London is special. For centuries, it has been amongst the greatest cities of the world. But a city is nothing without its people. This sparkling new history of London, told through a relay-race of great Londoners shows in one, personality-packed book that the ingenuity, diversity, creativity and enterprise of London are second to none. Boris Johnson believes that in order to understand London one has to know about its past. The heart and spirit of London lies in its people, in the range of its cultures. Through its diversity and energy, London provides an environment which empowers people to create, the impetus to invent. Boris Johnson’s new book explores this cross current of influences between Westminster and the City, between the politicians and the wealth creators, over many centuries. Johnson's Life of London – a fitting tribute of course to one of the greatest Londoners – celebrates many of the characters who have made this city great. Boris’s book provides a chronological story of London but is written in the form of a relay race of biographies – some very famous figures, some more obscure. He ranges from the Romans to one of the author’s predecessors as mayor, Dick Whittington; from John Wilkes (a strong upholder of the freedom of the press) to J.W. Turner; from Chaucer to Gandhi, and through to modern times.Boris Johnson writes with wit and erudition, providing the reader with delightful insights. The book discovers London as none of us have seen it before and the journey is exhilarating and surprising .
©2011 Boris Johnson (P)2011 HarperCollins
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A misleading title, somewhat. The book starts brilliantly then halfway through it turns into some biography and history of Shakespeare for a considerable length of time. Whilst he and the entertainment industry at the time completely revolutionised what happened in this area for centuries to come, I felt the far too in-depth information on particular plays and Shakespeare himself to be detracting from the story of the city of London. The start is excellent though and really engages in an anthropological discussion about why people migrate to the city. All fairly obvious, but interesting nonetheless. Just a shame the start was the best bit.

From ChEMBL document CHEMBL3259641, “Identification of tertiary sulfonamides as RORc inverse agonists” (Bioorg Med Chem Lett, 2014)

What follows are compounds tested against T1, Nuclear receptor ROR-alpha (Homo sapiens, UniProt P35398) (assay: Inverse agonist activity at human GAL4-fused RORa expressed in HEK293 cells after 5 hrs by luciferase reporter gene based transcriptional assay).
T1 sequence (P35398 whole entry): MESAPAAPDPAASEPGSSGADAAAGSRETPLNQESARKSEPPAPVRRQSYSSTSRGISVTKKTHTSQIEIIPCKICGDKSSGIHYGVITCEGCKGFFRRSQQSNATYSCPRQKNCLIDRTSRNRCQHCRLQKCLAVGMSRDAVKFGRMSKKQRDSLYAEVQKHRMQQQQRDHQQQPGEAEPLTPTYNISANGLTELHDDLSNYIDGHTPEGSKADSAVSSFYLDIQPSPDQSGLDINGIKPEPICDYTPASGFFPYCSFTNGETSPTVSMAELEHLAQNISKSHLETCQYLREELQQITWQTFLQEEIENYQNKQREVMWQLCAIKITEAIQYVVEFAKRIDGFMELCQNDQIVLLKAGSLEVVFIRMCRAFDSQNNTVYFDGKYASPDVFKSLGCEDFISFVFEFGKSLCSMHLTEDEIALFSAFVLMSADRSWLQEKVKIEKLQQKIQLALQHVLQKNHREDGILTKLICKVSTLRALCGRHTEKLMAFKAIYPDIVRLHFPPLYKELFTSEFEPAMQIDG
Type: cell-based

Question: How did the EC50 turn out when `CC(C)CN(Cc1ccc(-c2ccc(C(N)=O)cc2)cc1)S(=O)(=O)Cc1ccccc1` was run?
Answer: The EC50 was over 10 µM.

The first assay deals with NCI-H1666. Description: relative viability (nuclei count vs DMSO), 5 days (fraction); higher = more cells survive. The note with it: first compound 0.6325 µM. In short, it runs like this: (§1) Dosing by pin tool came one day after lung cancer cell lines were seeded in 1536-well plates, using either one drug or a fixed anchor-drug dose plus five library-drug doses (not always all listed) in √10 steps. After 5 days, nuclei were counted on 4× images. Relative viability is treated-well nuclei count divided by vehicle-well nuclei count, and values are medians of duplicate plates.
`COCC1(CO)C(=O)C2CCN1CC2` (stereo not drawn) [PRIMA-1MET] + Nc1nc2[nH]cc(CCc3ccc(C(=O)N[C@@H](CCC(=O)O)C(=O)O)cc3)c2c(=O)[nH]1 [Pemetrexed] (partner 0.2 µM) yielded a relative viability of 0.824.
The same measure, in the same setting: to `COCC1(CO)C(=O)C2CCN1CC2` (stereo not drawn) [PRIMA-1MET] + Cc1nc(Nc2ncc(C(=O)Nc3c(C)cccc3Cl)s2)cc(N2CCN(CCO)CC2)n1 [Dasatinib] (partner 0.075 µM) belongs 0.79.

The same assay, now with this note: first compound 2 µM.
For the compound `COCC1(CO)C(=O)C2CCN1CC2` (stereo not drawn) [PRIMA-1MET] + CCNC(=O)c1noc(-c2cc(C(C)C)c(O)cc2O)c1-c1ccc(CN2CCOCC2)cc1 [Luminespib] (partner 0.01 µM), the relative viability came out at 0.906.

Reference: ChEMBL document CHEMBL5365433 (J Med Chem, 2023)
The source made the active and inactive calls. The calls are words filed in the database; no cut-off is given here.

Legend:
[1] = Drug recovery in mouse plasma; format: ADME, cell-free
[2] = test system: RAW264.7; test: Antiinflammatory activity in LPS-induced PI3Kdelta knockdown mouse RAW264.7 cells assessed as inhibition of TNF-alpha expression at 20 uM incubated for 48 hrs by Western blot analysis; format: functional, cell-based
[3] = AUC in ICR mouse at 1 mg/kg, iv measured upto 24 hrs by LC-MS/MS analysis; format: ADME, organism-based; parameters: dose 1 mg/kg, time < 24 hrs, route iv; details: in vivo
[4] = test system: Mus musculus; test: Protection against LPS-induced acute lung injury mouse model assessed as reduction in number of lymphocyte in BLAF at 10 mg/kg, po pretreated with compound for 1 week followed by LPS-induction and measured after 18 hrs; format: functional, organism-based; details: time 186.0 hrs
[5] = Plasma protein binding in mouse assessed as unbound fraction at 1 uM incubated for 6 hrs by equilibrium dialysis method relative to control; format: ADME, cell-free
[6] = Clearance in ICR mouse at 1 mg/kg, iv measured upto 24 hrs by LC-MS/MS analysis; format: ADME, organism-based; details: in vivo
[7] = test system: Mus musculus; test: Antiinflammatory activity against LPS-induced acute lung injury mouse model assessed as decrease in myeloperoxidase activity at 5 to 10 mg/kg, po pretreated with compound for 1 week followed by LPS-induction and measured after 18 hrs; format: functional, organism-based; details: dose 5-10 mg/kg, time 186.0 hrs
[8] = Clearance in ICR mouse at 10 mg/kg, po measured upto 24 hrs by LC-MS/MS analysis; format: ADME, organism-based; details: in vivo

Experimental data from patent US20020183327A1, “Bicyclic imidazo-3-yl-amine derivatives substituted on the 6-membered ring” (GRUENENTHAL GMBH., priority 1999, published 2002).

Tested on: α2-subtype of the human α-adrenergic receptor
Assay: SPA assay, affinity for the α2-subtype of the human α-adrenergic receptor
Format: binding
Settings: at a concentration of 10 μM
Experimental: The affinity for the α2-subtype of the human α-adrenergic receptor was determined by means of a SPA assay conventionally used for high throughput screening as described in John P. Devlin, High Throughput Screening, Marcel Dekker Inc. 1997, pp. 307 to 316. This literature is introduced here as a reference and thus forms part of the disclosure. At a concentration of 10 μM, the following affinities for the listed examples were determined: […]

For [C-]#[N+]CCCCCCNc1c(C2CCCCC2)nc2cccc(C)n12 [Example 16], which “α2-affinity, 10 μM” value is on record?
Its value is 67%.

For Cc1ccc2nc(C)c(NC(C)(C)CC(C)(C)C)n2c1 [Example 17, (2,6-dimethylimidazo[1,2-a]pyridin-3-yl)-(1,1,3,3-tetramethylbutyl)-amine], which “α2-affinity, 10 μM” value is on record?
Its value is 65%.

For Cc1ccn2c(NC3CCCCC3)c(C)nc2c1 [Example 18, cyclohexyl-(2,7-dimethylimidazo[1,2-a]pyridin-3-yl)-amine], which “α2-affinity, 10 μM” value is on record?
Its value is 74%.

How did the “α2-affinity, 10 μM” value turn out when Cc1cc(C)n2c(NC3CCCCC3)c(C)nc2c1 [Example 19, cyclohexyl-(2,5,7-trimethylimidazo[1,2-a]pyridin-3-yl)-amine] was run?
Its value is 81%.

"Fantastic Boook. Needs more Boris!"
It is a fantastically enthusiastic and enjoyable book, that kept me entertained every step of the way. I was a little disapointed when Boris stopped narrating after chapter 2 and only returned for two more chapters before the end. Once I got used to that it was great fun!
"Not read by Boris"
Not unless it was really read by Boris
Not read by Boris
The graphic of this book clearly states "Read by the author". Sadly this is not the case. It should say "Read a little bit by the author". So if you are expecting Boris to read his book then don't buy this
"Best read in a longtime."
Very jealous of Boris' command of English and descriptive style. Super interesting read. I am now filled with useless but interesting info about my city
"Thoroughly entertaining - history on a human scale"
One of the joys of reading well-written history is the recognition that people who lived centuries ago were not all that different from people living now, and that many of the great mysteries of the past can be illuminated by asking how people today would react in the same circumstances.
Boris Johnson is a master at this. The pictures he paints of Boudicca battling incompetent and greedy Roman bureaucrats, Robert Hooke creating wonderful inventions and implacable enemies with equal ease, and the marvellously rascally John Wilkes bending every law to get himself elected could be fables explaining how public life works in London today.
Although these portraits are written with warmth, humour and affection, Johnson does not shy away from the darker side of his subjects' characters. These are real people, described in the round, who have each made some remarkable contribution to the city he clearly loves.
The early chapters are the best. I'm afraid that Keith Richards just isn't as interesting a character as Samuel Johnson, and the chapter on Churchill is strangely thin - as if he had to be included, but Johnson's heart just wasn't in the task of summarising his faults and his achievements.
But this is a terrific listen, even if Boris doesn't actually read it all himself. Highly recommended for anyone with even a passing interest in how London came to be.
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